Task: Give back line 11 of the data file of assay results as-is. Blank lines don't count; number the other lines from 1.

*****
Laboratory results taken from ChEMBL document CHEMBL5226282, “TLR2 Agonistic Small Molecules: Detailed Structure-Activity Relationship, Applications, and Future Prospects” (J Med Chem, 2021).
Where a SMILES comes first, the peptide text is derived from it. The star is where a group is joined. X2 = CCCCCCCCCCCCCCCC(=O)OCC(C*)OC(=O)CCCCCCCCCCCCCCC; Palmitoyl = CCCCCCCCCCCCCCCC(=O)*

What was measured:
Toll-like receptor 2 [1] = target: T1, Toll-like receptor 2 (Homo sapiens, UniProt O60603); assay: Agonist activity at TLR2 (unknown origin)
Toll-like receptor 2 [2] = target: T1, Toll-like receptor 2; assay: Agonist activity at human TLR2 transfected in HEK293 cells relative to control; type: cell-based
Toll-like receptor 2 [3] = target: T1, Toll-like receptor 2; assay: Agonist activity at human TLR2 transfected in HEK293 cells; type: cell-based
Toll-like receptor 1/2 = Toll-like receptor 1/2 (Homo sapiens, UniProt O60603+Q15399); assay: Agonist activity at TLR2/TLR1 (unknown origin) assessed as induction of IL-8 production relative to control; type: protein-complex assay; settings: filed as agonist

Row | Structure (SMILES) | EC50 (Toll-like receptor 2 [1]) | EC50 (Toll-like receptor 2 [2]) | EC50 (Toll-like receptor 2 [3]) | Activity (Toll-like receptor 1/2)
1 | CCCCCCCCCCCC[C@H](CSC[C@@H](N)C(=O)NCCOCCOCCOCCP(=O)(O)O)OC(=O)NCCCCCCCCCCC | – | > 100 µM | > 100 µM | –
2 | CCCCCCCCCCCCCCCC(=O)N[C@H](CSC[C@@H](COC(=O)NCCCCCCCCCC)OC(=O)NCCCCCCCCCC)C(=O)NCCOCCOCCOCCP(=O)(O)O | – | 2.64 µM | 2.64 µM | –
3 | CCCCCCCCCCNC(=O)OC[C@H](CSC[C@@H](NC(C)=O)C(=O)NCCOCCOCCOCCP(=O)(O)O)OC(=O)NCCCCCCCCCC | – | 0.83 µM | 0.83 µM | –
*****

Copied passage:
3 | CCCCCCCCCCNC(=O)OC[C@H](CSC[C@@H](NC(C)=O)C(=O)NCCOCCOCCOCCP(=O)(O)O)OC(=O)NCCCCCCCCCC | – | 0.83 µM | 0.83 µM | –